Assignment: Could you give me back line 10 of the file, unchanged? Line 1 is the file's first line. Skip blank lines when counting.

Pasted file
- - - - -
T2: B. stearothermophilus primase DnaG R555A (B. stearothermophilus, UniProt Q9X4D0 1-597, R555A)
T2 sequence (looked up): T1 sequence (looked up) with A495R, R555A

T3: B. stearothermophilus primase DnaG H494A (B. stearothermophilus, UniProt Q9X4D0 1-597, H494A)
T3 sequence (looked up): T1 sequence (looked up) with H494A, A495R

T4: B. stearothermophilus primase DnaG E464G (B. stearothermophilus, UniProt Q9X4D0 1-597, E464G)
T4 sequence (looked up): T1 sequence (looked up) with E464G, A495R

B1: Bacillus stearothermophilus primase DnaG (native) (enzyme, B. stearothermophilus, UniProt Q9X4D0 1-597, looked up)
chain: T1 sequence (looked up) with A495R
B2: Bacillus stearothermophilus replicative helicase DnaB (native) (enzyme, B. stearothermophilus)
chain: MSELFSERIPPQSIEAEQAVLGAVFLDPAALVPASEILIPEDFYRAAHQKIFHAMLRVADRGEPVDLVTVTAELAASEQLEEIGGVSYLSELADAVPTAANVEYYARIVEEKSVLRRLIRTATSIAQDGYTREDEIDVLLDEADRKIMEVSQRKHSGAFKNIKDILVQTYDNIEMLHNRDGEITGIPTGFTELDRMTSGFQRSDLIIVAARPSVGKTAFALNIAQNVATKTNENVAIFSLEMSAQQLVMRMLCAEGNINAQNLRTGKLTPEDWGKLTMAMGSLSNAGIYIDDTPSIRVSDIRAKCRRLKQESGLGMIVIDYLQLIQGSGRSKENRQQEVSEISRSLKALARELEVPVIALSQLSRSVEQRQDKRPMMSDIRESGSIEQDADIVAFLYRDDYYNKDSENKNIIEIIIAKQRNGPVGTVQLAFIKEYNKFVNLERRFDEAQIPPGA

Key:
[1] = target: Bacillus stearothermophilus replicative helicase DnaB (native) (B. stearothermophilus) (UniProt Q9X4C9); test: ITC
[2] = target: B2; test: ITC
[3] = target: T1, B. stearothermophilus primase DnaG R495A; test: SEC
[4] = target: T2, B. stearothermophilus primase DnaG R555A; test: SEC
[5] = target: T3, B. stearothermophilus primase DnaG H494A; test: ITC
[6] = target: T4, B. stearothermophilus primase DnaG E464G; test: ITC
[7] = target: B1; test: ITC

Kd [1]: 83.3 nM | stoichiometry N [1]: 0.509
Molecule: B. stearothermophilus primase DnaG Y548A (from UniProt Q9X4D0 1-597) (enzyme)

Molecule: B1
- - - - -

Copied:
chain: MSELFSERIPPQSIEAEQAVLGAVFLDPAALVPASEILIPEDFYRAAHQKIFHAMLRVADRGEPVDLVTVTAELAASEQLEEIGGVSYLSELADAVPTAANVEYYARIVEEKSVLRRLIRTATSIAQDGYTREDEIDVLLDEADRKIMEVSQRKHSGAFKNIKDILVQTYDNIEMLHNRDGEITGIPTGFTELDRMTSGFQRSDLIIVAARPSVGKTAFALNIAQNVATKTNENVAIFSLEMSAQQLVMRMLCAEGNINAQNLRTGKLTPEDWGKLTMAMGSLSNAGIYIDDTPSIRVSDIRAKCRRLKQESGLGMIVIDYLQLIQGSGRSKENRQQEVSEISRSLKALARELEVPVIALSQLSRSVEQRQDKRPMMSDIRESGSIEQDADIVAFLYRDDYYNKDSENKNIIEIIIAKQRNGPVGTVQLAFIKEYNKFVNLERRFDEAQIPPGA